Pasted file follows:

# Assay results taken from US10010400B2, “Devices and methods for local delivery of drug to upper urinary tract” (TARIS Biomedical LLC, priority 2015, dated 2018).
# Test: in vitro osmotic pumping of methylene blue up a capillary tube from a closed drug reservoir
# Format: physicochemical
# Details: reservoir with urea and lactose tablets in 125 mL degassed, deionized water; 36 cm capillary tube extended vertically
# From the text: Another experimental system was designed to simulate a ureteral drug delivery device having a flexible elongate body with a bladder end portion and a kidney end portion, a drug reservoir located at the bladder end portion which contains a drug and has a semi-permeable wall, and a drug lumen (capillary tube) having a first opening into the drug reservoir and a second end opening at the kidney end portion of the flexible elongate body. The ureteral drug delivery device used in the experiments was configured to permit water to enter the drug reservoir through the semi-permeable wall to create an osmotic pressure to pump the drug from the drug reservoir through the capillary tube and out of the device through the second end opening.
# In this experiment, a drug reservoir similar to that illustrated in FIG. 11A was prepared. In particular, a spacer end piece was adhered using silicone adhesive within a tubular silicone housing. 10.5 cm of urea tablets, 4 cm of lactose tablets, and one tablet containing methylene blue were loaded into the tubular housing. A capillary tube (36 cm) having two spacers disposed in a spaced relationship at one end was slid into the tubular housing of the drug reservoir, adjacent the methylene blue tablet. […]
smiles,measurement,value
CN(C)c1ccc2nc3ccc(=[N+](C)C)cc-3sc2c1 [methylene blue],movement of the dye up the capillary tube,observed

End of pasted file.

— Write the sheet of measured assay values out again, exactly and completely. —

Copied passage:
# Assay results taken from US10010400B2, “Devices and methods for local delivery of drug to upper urinary tract” (TARIS Biomedical LLC, priority 2015, dated 2018).
# Test: in vitro osmotic pumping of methylene blue up a capillary tube from a closed drug reservoir
# Format: physicochemical
# Details: reservoir with urea and lactose tablets in 125 mL degassed, deionized water; 36 cm capillary tube extended vertically
# From the text: Another experimental system was designed to simulate a ureteral drug delivery device having a flexible elongate body with a bladder end portion and a kidney end portion, a drug reservoir located at the bladder end portion which contains a drug and has a semi-permeable wall, and a drug lumen (capillary tube) having a first opening into the drug reservoir and a second end opening at the kidney end portion of the flexible elongate body. The ureteral drug delivery device used in the experiments was configured to permit water to enter the drug reservoir through the semi-permeable wall to create an osmotic pressure to pump the drug from the drug reservoir through the capillary tube and out of the device through the second end opening.
# In this experiment, a drug reservoir similar to that illustrated in FIG. 11A was prepared. In particular, a spacer end piece was adhered using silicone adhesive within a tubular silicone housing. 10.5 cm of urea tablets, 4 cm of lactose tablets, and one tablet containing methylene blue were loaded into the tubular housing. A capillary tube (36 cm) having two spacers disposed in a spaced relationship at one end was slid into the tubular housing of the drug reservoir, adjacent the methylene blue tablet. […]
smiles,measurement,value
CN(C)c1ccc2nc3ccc(=[N+](C)C)cc-3sc2c1 [methylene blue],movement of the dye up the capillary tube,observed